In this third Gill-Man feature, the Creature is captured and turned into an air-breather by a rich mad scientist. This makes the Creature very unhappy, and he escapes, killing people and setting fires in the process. Written by
Marty McKee <email@example.com>
In the third and final installment of the "Creature" trilogy, it is clearer than ever that the real monsters are the scientists themselves, with their constant prodding and poking of nature. The Creature is bestial, but no more evil than a wolf or a lion, when you come down to it. He is a natural part of his landscape. But Man is not content to leave him there.
In the first movie, the scientists didn't really know there was a living Creature. That story was one of survival...kill or be killed. In the second film, Man is not content to let the Creature live his isolated existence, so he is captured, brought to civilization and displayed like a sideshow freak. In "Creature Walks Among Us", science now thinks it can "improve" the Creature. As one might expect, the results are tragic.
Millionaire scientist Bill Barton is obsessed with capturing the Creature and "tweaking" him. Barton himself is a seriously unbalanced man...abusive to his beautiful "trophy" wife and insanely jealous when she is in the company of other men. Barton is the ultimate control freak and as his hold over his wife weakens, he increases his control over the Creature, capturing him. When the Creature is severely burnt by a fire, Barton and his team of scientists convert him into a hulking, ungainly land beast that even wears clothes.
The "land" Creature is a pathetic sight and evokes tremendous sympathy. Despite the constant babbling of the egg-heads to the contrary,the Creature is not meant to be a land dweller. Graceful and natural in the water, he is a stumbling, confused brute in the air. Yet his instinct always guides him back to the water where he belongs.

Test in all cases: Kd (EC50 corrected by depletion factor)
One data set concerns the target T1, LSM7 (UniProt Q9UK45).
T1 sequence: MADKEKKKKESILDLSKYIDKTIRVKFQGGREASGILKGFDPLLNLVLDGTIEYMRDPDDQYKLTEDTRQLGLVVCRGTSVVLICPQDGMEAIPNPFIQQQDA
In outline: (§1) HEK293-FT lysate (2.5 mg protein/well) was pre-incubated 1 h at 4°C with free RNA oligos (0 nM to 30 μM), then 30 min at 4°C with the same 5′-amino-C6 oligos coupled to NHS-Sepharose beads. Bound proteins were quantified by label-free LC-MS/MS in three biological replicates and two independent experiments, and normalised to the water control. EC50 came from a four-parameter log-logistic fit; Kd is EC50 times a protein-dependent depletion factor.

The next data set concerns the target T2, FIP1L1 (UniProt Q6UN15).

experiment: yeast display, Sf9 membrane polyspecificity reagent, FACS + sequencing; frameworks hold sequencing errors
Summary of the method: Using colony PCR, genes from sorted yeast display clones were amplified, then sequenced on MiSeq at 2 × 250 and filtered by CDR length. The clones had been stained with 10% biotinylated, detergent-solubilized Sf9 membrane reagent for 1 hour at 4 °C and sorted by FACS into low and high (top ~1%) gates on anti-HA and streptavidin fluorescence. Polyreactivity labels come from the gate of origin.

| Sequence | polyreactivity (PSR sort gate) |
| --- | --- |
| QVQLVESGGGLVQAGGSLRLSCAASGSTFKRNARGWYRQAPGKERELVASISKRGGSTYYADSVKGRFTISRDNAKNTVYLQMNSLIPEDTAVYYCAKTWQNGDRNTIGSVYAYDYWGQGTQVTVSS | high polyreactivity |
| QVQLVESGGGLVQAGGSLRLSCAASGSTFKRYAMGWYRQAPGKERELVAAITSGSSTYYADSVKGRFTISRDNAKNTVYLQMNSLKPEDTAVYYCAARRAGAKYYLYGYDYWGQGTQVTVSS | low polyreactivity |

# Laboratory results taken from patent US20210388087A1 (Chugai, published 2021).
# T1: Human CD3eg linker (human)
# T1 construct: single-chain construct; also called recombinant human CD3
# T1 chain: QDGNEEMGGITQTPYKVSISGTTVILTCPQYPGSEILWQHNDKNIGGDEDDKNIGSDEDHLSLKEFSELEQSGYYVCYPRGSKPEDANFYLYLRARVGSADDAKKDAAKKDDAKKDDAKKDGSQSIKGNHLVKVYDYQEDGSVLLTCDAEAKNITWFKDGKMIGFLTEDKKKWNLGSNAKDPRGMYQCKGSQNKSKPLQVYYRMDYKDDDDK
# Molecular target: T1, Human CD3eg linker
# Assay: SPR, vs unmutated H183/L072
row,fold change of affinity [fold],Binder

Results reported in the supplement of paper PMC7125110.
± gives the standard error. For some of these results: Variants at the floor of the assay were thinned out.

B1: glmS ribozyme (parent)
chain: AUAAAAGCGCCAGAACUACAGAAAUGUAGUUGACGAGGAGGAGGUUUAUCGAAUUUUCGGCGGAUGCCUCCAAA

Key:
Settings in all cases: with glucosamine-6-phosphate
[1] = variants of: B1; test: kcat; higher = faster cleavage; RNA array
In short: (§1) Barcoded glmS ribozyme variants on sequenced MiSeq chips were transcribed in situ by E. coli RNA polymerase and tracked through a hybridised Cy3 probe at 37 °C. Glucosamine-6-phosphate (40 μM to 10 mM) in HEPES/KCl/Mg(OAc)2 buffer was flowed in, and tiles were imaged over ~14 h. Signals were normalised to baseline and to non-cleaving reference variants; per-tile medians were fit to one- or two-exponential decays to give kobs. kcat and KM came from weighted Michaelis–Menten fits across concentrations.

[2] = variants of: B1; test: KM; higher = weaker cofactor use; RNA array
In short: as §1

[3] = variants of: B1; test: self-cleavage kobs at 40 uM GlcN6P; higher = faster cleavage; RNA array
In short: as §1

As Barton's marital and mental condition deteriorates, it is also clear that humans are more purely hateful, grasping and neurotic than animals. Finally, both the Creature and Barton erupt into violent conflict.
The movie has its slow spots but is extremely well-directed, almost like a film noir. The scene where the Creature catches fire is breath-taking, but it's the haunting last scene of the movie that will stay with you. At the end, there is nothing "monstrous" about the Creature anymore. He is a victim, pure and simple. This radical concept makes this movie daringly different from almost every other 50's monster flick.
The acting is pretty good, with Rex Reason playing a sympathetic scientist who is the voice of reason. Jeff Morrow (who co starred with Reason in "This Island Earth") is nasty but nuanced as the grasping Barton. Leigh Snowdon is lovely as Barton's sexy young wife and also gives a pretty good performance.
More than just a monster movie, this is thought-provoking entertainment. "The jungle or the stars?" asks Dr. Morgan, concerning mankind's destiny. Watching "The Creature Walks Among Us" doesn't make me too optimistic about the stars...
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